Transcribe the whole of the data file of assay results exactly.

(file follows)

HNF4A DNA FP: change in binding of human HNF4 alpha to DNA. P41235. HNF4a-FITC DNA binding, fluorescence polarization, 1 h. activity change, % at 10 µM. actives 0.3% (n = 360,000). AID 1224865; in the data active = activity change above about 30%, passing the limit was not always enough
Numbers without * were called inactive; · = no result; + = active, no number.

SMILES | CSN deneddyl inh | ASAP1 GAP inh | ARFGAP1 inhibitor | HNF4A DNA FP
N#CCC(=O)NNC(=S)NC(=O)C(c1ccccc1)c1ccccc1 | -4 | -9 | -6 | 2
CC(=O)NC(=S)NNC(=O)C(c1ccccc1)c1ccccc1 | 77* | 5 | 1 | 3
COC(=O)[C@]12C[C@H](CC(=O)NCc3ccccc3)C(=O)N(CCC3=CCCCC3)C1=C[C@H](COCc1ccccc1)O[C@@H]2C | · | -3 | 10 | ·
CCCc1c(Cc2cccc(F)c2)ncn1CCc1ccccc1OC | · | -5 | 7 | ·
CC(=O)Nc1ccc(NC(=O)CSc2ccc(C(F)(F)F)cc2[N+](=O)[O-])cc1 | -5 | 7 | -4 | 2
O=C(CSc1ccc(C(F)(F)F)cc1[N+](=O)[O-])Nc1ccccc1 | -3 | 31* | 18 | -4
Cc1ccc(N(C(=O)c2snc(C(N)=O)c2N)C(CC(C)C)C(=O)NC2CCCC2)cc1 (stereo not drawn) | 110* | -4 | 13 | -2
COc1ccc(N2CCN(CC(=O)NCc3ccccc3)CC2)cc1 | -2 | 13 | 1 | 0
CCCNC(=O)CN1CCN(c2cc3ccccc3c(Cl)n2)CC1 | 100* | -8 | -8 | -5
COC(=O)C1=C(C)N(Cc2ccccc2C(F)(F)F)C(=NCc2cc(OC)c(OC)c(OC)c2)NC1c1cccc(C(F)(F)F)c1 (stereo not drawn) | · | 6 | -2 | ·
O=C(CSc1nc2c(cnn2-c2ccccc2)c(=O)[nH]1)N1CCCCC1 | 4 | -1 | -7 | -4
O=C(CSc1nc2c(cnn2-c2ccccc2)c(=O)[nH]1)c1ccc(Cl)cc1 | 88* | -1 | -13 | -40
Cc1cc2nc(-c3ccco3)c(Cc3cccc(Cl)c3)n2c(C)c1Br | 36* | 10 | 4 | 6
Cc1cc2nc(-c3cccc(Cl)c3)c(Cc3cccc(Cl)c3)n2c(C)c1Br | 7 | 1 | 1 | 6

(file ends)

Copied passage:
HNF4A DNA FP: change in binding of human HNF4 alpha to DNA. P41235. HNF4a-FITC DNA binding, fluorescence polarization, 1 h. activity change, % at 10 µM. actives 0.3% (n = 360,000). AID 1224865; in the data active = activity change above about 30%, passing the limit was not always enough
Numbers without * were called inactive; · = no result; + = active, no number.

SMILES | CSN deneddyl inh | ASAP1 GAP inh | ARFGAP1 inhibitor | HNF4A DNA FP
N#CCC(=O)NNC(=S)NC(=O)C(c1ccccc1)c1ccccc1 | -4 | -9 | -6 | 2
CC(=O)NC(=S)NNC(=O)C(c1ccccc1)c1ccccc1 | 77* | 5 | 1 | 3
COC(=O)[C@]12C[C@H](CC(=O)NCc3ccccc3)C(=O)N(CCC3=CCCCC3)C1=C[C@H](COCc1ccccc1)O[C@@H]2C | · | -3 | 10 | ·
CCCc1c(Cc2cccc(F)c2)ncn1CCc1ccccc1OC | · | -5 | 7 | ·
CC(=O)Nc1ccc(NC(=O)CSc2ccc(C(F)(F)F)cc2[N+](=O)[O-])cc1 | -5 | 7 | -4 | 2
O=C(CSc1ccc(C(F)(F)F)cc1[N+](=O)[O-])Nc1ccccc1 | -3 | 31* | 18 | -4
Cc1ccc(N(C(=O)c2snc(C(N)=O)c2N)C(CC(C)C)C(=O)NC2CCCC2)cc1 (stereo not drawn) | 110* | -4 | 13 | -2
COc1ccc(N2CCN(CC(=O)NCc3ccccc3)CC2)cc1 | -2 | 13 | 1 | 0
CCCNC(=O)CN1CCN(c2cc3ccccc3c(Cl)n2)CC1 | 100* | -8 | -8 | -5
COC(=O)C1=C(C)N(Cc2ccccc2C(F)(F)F)C(=NCc2cc(OC)c(OC)c(OC)c2)NC1c1cccc(C(F)(F)F)c1 (stereo not drawn) | · | 6 | -2 | ·
O=C(CSc1nc2c(cnn2-c2ccccc2)c(=O)[nH]1)N1CCCCC1 | 4 | -1 | -7 | -4
O=C(CSc1nc2c(cnn2-c2ccccc2)c(=O)[nH]1)c1ccc(Cl)cc1 | 88* | -1 | -13 | -40
Cc1cc2nc(-c3ccco3)c(Cc3cccc(Cl)c3)n2c(C)c1Br | 36* | 10 | 4 | 6
Cc1cc2nc(-c3cccc(Cl)c3)c(Cc3cccc(Cl)c3)n2c(C)c1Br | 7 | 1 | 1 | 6